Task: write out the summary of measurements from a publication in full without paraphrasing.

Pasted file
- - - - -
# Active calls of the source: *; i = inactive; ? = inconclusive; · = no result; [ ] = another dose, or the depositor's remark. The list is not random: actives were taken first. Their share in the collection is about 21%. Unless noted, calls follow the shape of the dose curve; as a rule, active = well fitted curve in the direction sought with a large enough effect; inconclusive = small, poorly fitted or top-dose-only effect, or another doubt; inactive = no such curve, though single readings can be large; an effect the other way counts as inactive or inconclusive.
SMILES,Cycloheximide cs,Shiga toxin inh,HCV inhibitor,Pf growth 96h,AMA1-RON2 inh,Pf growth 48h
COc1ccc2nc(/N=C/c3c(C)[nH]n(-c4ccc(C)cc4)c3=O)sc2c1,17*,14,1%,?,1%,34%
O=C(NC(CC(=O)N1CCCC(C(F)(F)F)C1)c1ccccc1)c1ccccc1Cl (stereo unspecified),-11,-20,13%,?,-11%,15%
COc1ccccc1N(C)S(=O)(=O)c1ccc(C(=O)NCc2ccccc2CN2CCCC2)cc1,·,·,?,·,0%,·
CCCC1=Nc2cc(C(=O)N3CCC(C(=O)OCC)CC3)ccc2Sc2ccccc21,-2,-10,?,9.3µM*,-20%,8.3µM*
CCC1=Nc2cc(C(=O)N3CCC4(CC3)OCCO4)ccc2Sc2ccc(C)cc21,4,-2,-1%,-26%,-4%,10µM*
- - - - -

# Active calls of the source: *; i = inactive; ? = inconclusive; · = no result; [ ] = another dose, or the depositor's remark. The list is not random: actives were taken first. Their share in the collection is about 21%. Unless noted, calls follow the shape of the dose curve; as a rule, active = well fitted curve in the direction sought with a large enough effect; inconclusive = small, poorly fitted or top-dose-only effect, or another doubt; inactive = no such curve, though single readings can be large; an effect the other way counts as inactive or inconclusive.
SMILES,Cycloheximide cs,Shiga toxin inh,HCV inhibitor,Pf growth 96h,AMA1-RON2 inh,Pf growth 48h
COc1ccc2nc(/N=C/c3c(C)[nH]n(-c4ccc(C)cc4)c3=O)sc2c1,17*,14,1%,?,1%,34%
O=C(NC(CC(=O)N1CCCC(C(F)(F)F)C1)c1ccccc1)c1ccccc1Cl (stereo unspecified),-11,-20,13%,?,-11%,15%
COc1ccccc1N(C)S(=O)(=O)c1ccc(C(=O)NCc2ccccc2CN2CCCC2)cc1,·,·,?,·,0%,·
CCCC1=Nc2cc(C(=O)N3CCC(C(=O)OCC)CC3)ccc2Sc2ccccc21,-2,-10,?,9.3µM*,-20%,8.3µM*
CCC1=Nc2cc(C(=O)N3CCC4(CC3)OCCO4)ccc2Sc2ccc(C)cc21,4,-2,-1%,-26%,-4%,10µM*